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Skills Needed For Cloud Migration

Cloud computing was a buzzword 10 years ago and then it just fizzled away. It was always there in the background doing what it promised to do, but then in 2010 we saw a big uptake from smaller businesses. The number of small businesses flogging to the cloud has been staggering. IT innovations have seen early adopters in large organizations where economies of scale can help justify the initial cost of a new technology. SME’s have typically come many years later once, but this time around with Cloud they are leading the charge and larger companies will be joining the party later. As was recently reported on tech republic by Colin Smith

“It makes sense since cloud services give SMBs some of the economies of scale previously unattainable. Consider how much it would cost in hardware, software, backups, and human resources for a 15-user organization to implement Exchange, SharePoint, and Office Communicator, and Live Meeting in house. I don’t think it would be a stretch to suggest that it would cost at least $10K if not more over a three year period. My lowball costs are $5k in hardware, $2k in software, $1k in backups, and $2k in services. That works out to about $275 per month. For the same 15 users, you could use MS BOPS at a cost of $10 per user per month. That’s $150 per month. Of course there are less expensive options available from other vendors, but this is a direct comparison based on a brand new installation with no sunk costs”.

So in a previous article we looked at some of the trends  associated with cloud computing in this we will review some of the skills required to manage cloud computing effectively:

The skills matrix will include the following:

Demand Management - Understanding which workloads can be moved to cloud services and which services are appropriate to each workload. This is about the IT manager clearly assessing the current IT environment, requirements and goals of the organisation for the foreseeable future.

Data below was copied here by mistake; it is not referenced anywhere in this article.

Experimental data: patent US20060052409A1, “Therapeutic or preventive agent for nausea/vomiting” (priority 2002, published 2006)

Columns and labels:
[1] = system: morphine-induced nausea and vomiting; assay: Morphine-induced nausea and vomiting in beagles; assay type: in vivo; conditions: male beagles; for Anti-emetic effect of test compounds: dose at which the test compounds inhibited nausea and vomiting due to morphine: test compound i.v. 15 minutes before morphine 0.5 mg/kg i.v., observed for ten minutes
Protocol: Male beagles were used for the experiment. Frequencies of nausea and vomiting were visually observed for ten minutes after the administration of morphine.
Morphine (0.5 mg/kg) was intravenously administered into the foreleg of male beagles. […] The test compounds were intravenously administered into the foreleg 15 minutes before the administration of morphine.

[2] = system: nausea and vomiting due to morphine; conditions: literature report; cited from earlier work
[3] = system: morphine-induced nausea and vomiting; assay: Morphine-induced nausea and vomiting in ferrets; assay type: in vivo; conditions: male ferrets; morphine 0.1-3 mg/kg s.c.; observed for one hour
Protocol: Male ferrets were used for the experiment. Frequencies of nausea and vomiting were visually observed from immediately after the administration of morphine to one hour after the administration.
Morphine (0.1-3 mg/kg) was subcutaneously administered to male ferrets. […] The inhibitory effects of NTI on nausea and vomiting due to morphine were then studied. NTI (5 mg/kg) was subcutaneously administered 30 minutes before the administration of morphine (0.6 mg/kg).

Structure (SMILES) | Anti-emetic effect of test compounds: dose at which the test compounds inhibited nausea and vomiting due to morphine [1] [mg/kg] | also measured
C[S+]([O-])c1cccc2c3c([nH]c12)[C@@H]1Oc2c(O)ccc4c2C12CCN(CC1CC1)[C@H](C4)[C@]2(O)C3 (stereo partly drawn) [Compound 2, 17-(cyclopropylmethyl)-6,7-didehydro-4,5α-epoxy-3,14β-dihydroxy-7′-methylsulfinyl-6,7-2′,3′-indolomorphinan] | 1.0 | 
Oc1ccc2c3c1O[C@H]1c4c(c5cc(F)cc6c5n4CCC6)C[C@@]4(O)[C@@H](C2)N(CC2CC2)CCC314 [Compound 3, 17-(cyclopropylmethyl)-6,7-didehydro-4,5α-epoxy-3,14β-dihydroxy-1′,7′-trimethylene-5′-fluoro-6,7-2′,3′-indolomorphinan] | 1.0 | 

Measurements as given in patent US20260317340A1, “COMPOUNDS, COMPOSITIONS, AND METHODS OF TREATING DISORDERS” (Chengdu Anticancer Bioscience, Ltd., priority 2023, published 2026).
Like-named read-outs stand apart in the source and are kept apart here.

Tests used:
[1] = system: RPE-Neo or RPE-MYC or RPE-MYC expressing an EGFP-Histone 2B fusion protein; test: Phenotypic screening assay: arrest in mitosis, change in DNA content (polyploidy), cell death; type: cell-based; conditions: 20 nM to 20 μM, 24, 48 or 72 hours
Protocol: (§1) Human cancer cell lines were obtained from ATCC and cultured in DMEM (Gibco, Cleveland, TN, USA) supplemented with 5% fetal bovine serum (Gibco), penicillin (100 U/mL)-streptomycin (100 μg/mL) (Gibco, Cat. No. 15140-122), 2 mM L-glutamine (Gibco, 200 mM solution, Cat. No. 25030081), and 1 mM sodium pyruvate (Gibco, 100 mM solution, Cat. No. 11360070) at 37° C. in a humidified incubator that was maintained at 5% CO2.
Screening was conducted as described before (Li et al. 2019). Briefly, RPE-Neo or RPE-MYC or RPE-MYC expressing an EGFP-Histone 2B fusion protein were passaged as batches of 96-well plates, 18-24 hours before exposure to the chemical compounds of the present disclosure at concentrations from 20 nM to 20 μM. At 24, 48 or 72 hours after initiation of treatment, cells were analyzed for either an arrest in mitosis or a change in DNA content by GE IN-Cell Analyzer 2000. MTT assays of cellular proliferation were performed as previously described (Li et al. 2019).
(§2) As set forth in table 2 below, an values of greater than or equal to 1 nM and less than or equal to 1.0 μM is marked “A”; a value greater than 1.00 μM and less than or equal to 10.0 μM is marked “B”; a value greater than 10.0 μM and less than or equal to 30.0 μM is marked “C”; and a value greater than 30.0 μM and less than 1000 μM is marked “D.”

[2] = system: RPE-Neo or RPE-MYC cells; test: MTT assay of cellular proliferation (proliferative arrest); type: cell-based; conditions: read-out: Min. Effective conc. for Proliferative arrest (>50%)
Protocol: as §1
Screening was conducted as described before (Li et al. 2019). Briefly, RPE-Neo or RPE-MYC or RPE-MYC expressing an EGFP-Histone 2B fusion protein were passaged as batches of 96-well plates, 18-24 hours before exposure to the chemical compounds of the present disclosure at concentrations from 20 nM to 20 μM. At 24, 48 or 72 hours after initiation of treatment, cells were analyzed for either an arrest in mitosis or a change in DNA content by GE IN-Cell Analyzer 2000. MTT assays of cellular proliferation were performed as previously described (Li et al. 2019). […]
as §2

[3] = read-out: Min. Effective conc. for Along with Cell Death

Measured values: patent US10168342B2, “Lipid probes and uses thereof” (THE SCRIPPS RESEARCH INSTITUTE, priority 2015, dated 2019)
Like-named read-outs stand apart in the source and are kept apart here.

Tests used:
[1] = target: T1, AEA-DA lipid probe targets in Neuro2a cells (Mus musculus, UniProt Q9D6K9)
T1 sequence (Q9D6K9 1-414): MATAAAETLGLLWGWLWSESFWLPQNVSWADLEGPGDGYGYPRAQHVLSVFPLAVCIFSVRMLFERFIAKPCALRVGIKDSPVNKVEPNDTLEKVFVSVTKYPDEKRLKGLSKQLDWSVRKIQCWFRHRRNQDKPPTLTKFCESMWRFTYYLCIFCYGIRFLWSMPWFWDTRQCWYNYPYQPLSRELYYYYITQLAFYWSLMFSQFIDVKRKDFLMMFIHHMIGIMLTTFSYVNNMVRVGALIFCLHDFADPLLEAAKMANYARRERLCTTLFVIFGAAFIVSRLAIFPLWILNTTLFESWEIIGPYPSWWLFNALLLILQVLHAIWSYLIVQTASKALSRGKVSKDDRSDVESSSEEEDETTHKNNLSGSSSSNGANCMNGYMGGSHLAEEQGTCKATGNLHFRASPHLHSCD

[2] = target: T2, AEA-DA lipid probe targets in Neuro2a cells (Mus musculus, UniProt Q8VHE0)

Vendor Management - Managing the various cloud service providers will become important to maximising cost savings while maintaining efficiency. The in-house team will need to understand what motivates the vendors, how to influence them and how to get the best price/service. Also regularly do some research on competitors, always have a backup provider in the hand so you can’t be squeezed on price as you have alternative providers.

Business Analysis & project management - What workloads are the most time sensitive? Can software as a service meet the needs of the finance reporting team? Does it make sense to move an application server to an infrastructure provider like EC2 or is it more effective to re-architect the application to run on Azure? There are a lot of questions that need to be addressed by the business analyst and project manager before deciding what applications to migrate and which ones to keep in-house.  So this skill-set is essential to have in-house before migrating anything.

Risk Management – Identification and prioritization of the risks associated with cloud computing will be the first step in understanding the opportunities available to your organisation. You need to have a clear picture of Disaster recovery plans and how to operate the business if certain services fail.

IT Governance & Compliance - Deeper involvement in how IT is used to deliver on business goals and monitoring and controlling its current and future use within an organization will differentiate those that succeed in moving large portions of their computing workloads to the cloud. Secondly, beyond conventional regulatory compliance requirements (e.g. FSA, Sarbanes-Oxley, PCI DSS, etc.), maintaining compliance with regulatory standards will impact how some workloads are managed and how they can be moved to the cloud. Ensure legal is included in the decision making process so all those aspects have been signed off.

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